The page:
First off, the church beadle (I didn’t know the meaning of this word until I came to Scotland, but a beadle is a lay person who may usher, keep order, make reports, and assist in religious functions or a minor official who carries out various civil, educational, or ceremonial duties in the worship activities of the congregation) named Drew would be charged with acquiring the communion bread for the celebration of the sacrament. Drew would not just pick out an ordinary loaf of bread, but always picked up a loaf of artisan bread from the Manna House Bakery and Patisserie in Leith. The smells of the bread would always be the first thing that hit me on communion Sundays at Greyfriars. The smell of these fresh breads baked with particular herbs wafted throughout the cavernous Greyfriars sanctuary.
Because Greyfriars has a very large space around the Lord’s Table and chancel area, at the time of communion, all would be invited to gather around the table in a large circle. We would take the bread and tear off a large piece and pass it to our neighbors who could be choir members, university students both local and international, young children, longtime members of the city and church, or homeless and destitute people looking for food and nourishment through communion and beyond.
I’ll never forgot one of the pillars of Greyfriars, a wonderful woman who sang in the choir and who was always so positive and supportive of everyone, befriending one of the older men who came to the church each week. He never bathed and always wore the same smelly outfit and kilt to worship. (That could also be a distinct smell I associated with Greyfriars communion in addition to the bread!) One day, standing in front of the table in the middle of the beautiful Greyfriars sanctuary, basking in the glow of the colorful stained glass, I remember this woman apologizing to this man because many days she would fix him a sandwich and some lunch food for him to take home, but she had been too busy and had not gotten to it on this particular day. She was apologizing because she only had some money to give him for lunch and she was so sorry and would do better next week. This is the body of Christ broken for you, I thought, is it not?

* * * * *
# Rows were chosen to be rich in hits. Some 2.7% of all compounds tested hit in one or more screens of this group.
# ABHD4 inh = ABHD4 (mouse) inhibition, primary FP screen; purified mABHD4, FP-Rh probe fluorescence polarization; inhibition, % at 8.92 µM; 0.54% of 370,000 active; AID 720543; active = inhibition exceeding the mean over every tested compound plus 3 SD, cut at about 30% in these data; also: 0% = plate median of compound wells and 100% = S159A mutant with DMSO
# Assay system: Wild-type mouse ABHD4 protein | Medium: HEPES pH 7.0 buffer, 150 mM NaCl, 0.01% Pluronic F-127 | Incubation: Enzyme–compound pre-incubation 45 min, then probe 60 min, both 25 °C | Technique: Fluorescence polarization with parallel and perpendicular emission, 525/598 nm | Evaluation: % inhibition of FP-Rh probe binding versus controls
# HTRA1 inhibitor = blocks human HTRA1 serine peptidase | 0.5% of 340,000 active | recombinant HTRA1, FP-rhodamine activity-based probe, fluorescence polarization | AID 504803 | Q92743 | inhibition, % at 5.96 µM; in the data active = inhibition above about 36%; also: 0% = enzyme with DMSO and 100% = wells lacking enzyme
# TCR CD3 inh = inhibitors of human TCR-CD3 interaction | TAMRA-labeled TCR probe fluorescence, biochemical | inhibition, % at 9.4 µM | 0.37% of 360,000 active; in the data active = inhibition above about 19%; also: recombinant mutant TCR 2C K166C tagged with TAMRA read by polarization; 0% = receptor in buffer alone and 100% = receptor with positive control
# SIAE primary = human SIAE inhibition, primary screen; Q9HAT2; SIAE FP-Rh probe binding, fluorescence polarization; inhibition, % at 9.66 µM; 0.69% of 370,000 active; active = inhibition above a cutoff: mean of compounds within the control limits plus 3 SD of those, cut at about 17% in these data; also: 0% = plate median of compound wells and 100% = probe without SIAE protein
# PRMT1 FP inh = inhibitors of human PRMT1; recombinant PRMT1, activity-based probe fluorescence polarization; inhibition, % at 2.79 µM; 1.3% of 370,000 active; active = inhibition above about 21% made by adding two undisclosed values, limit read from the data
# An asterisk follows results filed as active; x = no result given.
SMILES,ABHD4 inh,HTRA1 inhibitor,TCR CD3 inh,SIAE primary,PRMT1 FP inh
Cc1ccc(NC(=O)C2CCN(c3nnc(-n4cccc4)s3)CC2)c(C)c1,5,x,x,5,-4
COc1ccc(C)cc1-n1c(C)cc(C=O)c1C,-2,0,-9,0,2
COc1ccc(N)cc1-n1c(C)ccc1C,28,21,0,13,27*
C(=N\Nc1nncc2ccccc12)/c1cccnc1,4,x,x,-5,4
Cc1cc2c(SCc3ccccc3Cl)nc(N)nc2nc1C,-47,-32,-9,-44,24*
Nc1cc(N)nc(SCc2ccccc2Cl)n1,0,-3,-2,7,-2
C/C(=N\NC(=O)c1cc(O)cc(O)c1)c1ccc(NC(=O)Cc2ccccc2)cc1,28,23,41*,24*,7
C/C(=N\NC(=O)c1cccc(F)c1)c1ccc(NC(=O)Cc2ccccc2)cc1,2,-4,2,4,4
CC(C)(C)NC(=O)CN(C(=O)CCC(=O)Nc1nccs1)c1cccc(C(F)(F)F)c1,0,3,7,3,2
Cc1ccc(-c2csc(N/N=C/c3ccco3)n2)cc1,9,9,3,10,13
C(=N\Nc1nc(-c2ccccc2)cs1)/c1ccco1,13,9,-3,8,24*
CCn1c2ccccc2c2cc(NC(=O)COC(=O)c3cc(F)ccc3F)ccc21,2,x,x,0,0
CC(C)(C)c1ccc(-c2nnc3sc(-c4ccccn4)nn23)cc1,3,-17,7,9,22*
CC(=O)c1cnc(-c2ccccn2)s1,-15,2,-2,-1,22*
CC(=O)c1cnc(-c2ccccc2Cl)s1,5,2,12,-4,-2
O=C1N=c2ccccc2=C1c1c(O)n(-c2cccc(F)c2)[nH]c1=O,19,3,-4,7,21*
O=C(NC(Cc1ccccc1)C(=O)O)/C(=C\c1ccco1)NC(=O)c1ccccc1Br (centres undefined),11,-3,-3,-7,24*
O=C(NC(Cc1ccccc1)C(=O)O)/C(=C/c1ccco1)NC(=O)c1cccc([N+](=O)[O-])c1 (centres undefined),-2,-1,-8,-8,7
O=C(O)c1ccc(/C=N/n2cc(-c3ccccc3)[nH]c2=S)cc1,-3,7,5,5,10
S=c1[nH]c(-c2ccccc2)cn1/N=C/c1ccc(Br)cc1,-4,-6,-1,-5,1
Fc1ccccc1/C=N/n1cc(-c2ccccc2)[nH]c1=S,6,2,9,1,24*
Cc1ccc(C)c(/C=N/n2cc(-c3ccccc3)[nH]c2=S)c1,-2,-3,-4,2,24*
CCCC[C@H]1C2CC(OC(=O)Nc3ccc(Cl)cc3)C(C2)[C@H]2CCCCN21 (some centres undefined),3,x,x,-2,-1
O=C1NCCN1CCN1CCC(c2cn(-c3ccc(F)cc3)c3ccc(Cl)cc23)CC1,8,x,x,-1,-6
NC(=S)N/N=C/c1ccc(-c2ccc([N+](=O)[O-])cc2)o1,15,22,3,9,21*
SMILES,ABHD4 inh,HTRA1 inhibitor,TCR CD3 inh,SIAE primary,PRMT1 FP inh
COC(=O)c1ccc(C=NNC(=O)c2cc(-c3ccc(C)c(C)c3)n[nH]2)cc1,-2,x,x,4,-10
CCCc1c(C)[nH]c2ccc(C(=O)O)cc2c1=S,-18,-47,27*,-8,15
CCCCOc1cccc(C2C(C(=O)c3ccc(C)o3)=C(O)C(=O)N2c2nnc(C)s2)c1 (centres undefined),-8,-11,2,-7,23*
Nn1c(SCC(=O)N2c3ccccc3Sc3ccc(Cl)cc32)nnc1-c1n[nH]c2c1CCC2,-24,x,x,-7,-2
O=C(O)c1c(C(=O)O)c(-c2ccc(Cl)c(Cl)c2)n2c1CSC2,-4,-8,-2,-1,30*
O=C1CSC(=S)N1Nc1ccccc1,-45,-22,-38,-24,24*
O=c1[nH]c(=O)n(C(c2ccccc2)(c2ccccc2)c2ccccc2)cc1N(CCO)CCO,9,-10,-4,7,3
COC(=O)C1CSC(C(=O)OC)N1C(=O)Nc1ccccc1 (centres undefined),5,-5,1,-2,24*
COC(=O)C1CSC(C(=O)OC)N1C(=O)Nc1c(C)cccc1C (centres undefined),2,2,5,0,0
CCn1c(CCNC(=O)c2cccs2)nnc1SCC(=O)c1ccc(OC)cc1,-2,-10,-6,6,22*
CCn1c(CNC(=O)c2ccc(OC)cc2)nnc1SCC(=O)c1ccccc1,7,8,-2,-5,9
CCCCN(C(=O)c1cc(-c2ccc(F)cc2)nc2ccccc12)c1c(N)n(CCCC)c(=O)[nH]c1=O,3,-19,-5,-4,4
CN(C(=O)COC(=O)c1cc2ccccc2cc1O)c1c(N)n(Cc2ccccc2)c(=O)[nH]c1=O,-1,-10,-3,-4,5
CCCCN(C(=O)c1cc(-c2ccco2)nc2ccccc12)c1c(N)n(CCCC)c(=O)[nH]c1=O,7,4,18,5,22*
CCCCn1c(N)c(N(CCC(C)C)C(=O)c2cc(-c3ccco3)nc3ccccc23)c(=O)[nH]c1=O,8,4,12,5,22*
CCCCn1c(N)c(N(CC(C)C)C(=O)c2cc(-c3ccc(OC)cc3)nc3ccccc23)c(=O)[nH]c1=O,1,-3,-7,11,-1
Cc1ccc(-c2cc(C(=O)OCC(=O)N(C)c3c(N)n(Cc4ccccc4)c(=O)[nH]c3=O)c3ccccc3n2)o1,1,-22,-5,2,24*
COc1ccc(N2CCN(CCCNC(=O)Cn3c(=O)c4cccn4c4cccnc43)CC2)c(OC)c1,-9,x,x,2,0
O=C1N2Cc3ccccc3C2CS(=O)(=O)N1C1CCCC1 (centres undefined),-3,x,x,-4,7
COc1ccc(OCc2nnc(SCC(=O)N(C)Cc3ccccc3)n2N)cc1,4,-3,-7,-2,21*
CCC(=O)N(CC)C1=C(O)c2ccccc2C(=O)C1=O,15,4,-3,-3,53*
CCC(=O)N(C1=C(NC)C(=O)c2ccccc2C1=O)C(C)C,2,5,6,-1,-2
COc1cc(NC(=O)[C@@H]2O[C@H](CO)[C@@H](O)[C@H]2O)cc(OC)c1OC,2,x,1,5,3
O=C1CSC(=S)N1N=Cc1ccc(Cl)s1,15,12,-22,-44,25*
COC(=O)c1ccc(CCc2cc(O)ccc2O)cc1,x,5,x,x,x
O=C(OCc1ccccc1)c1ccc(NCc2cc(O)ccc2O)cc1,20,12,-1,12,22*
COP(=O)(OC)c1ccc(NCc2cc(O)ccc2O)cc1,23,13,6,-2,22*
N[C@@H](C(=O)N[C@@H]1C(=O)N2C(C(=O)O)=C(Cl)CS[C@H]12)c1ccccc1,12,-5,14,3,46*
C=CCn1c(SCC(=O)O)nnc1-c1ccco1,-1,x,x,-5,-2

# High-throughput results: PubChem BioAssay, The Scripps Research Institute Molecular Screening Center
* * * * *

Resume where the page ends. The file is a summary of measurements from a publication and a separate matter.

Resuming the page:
The last thing that is distinctive about communion at Greyfriars is the wine.. not grape juice, but port, which I believe is mandated by the Church of Scotland for all communion services. The taste of the wine is sweet and acidic, especially on a hungry stomach. The taste always reminded me of the distinctiveness of this meal and the distinctiveness of the people who gathered around this table. We would all drink from the same common cup and we could all see each other and face each other as we passed the communion chalice from person to person. The blood of Christ shed for you; this gathered a community of Christians from all over the world and put before us our common life and identity in Christ. It transcended our particular nations or particular cultures.
Sharing communion in this community of faith was a clear reminder of our primary identity in Jesus Christ in whom there are truly no foreigners or strangers or aliens. I am grateful for the taste of that I got at Greyfriars Kirk in Edinburgh.
CHRIS CURRIE is pastor at First Presbyterian Church in Shreveport, La.